My God you are still reading even after a title like that, well let me explain further.
After you have been a tech for 5 to 10 years, you start to realise that is is not quite enough, yes you have experience, yes you have seen it all and know the root of many technologies so the new stuff that comes out is mearly variations that don’t take long to learn, but you are starting to look a bit long in the tooth to the upstarts graduates, there are lots of ways of dealing with this, from the odious PM to Manager route (Spits!), to the serious tech head (time to grow a beard that you can keep squirrels in), I chose the architect route, now that means I have to be bloody good at a certain line of business as well as the tech that supports it.
I chose Insurance, it’s not the most glamours or the highest paying ( good Insurance business knowledge adds £100 - £150 to your daily rate vs the £200 - £300 for investment banking) but it is far less stressful and I have found the people to be very friendly (something that matters to me)
But even insurance has its levels, from the simple hi-lo (high volume - low value) types such a car and personal liability which fit on one sheet on paper to the very serious “International Property” and “International Marine” (Blue water) which take days or even weeks to do one policy with the help of serious computing power, at the top end of these complicated polices is the joy of Reinsurance which is basically a way of split a large risk amongst lots of companies.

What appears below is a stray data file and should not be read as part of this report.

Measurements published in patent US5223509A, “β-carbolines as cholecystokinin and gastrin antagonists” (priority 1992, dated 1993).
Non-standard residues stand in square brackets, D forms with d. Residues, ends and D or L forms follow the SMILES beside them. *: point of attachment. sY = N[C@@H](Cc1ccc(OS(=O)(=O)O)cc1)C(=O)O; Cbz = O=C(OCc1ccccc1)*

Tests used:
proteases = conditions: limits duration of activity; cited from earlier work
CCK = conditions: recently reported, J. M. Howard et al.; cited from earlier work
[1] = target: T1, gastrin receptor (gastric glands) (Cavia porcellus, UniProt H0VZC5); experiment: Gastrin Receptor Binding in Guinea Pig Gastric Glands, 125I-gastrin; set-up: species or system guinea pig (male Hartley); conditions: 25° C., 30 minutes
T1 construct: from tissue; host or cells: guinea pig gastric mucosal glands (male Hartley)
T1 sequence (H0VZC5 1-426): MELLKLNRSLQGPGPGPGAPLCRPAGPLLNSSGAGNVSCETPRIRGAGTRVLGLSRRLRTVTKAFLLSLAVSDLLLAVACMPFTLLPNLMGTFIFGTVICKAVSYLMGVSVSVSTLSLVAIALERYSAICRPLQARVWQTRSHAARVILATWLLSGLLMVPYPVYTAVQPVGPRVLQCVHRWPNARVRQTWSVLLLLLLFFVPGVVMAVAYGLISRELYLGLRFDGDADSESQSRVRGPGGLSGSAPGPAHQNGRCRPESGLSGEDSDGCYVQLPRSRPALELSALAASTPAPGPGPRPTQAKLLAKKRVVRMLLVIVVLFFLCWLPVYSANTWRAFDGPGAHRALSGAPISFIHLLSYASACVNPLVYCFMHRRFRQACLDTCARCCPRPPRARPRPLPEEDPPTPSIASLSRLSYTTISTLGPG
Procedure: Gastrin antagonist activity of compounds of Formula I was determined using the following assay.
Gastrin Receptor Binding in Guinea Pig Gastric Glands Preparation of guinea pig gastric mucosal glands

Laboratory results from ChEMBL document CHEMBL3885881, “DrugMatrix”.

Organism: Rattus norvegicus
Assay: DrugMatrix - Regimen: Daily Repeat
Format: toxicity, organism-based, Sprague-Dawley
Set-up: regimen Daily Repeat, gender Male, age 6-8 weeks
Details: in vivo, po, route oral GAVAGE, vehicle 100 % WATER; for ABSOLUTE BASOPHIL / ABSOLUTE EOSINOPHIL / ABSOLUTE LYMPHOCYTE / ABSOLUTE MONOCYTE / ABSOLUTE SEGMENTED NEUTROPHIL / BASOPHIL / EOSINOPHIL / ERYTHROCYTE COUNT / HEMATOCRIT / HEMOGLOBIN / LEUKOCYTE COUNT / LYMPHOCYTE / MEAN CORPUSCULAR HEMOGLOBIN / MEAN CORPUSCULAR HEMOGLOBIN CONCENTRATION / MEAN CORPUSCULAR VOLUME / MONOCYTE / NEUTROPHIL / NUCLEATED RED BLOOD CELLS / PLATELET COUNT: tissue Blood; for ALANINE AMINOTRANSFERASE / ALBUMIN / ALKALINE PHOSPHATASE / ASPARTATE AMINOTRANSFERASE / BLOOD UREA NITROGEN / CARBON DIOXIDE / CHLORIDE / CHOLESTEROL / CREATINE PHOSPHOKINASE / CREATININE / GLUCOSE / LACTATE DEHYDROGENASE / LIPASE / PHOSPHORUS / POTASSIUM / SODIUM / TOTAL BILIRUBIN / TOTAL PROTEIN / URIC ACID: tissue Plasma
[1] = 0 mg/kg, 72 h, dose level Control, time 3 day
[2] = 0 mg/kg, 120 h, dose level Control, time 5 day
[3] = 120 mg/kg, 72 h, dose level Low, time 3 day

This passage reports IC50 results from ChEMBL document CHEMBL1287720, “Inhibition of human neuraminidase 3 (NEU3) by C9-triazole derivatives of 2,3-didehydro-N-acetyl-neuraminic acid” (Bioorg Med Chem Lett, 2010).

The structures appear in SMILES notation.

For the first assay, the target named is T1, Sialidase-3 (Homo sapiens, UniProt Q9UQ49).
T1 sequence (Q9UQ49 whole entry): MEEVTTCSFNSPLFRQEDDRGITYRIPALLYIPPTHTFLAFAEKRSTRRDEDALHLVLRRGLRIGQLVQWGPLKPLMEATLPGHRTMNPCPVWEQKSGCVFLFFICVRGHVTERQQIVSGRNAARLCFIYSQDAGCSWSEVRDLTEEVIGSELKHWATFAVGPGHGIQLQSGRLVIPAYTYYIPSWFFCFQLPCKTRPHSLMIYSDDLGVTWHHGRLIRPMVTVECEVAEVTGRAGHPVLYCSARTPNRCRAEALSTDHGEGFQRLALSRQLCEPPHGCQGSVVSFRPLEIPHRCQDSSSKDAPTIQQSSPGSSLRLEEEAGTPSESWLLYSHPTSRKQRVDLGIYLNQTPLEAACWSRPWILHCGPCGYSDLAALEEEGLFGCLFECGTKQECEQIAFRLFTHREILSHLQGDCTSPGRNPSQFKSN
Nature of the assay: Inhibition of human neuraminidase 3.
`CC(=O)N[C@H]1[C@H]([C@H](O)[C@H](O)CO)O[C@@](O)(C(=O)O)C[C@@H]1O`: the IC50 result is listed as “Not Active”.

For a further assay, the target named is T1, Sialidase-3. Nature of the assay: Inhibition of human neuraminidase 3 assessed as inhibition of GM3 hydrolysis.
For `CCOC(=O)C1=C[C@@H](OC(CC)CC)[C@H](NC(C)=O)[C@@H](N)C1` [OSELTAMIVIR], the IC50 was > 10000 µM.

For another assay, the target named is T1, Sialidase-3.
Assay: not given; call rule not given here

From an IT point of view its hard to get a business grip on this and see it as the brokers and underwriters do even if you deal with the tech side of it every day, and lets face it, its not something you just chat about in the average pub, but there is a book on it to help, well there are quite a few books on it but many of them are out of date. this one however is considered one of the best AND has just been updated
Its Called Reinsurance: the Nuts & Bolts written by Keith Riley and I have to say it’s bloody brilliant, I don’t just mean on its coverage of a complex subject or on the fact the author has produced a technical book on insurance that does not have you slitting your wrists ever 5 mins, I mean that every couple of pages I had a “oh so that’s why the data looks like that”, it gives real insight in a friendly manner and helps you distinguish yourself for other Techs when it comes to dealing with the business. Format wise it feels very much like a “for dummies” book back when such books addressed tricky subjects. Very definitely well worth the investment